Edmund McMillen is a professional troll and game designer with a perverted and vile sense of humor. He's also a genius. He's the man behind the modern classics Super Meat Boy and The Binding of Isaac, titles you should already recognize if you've been a Steam gamer for any amount of time.
The Basement Collection is a compilation of his old flash games which made him famous on Newgrounds. Granted, it's an excellent compilation, complete with tons of extra levels and DVD extras, but whether it's worth your time or not really just boils down to the question "How eager are you to play these games again?"
I say this, because this collection mainly exists for historical significance alone. The games themselves are low-res, glitchy, have mildly-to-maddeningly infuriating controls, and most of them are simply exercises in masochism. They’re the type of game you beat just to be able to say you beat it, and that it’s finally over with. In other words, a good challenge. But if you want to unlock all the extras that make this package worth the money, you’ve got to play through the games again. So it all comes down to how appealing that sounds to you.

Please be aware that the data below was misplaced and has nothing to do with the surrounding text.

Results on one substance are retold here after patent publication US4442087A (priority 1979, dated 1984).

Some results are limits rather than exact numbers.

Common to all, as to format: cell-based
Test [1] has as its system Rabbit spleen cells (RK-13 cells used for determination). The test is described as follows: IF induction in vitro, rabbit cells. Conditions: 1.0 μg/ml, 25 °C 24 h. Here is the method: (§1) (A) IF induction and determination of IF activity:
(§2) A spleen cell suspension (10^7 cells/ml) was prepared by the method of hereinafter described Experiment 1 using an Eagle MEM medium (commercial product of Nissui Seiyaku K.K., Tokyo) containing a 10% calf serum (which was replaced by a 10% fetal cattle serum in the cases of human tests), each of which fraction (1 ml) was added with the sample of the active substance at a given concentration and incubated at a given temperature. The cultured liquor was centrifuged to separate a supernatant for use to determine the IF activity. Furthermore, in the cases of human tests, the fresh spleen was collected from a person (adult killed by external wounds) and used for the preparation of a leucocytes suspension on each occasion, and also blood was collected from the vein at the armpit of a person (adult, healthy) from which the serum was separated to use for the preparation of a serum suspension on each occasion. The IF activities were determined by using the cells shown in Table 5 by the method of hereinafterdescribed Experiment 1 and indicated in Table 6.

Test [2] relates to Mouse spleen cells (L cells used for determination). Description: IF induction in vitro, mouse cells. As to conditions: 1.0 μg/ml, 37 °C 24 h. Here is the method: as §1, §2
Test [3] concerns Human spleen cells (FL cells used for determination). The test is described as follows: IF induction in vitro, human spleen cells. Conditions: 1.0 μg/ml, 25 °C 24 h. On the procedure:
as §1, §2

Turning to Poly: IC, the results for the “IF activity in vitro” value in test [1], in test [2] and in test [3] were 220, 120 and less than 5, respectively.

If these games are important to you and mean something to you, if they were the games that defined your childhood and the games you'd secretly play in computer lab in high school or something, hey, I respect that. Buy it without hesitation and support the man who gave you hours of joy in your youth. We all have our nostalgia bombs and we have every right to indulge.
But if you've never played these games before, there are much better Edmund McMillen games on the market, as well as better games to play for their historical significance alone; I recommend seeking those out instead.
(Oh, and it’s also quite hard to 100%, so achievement hunters beware!)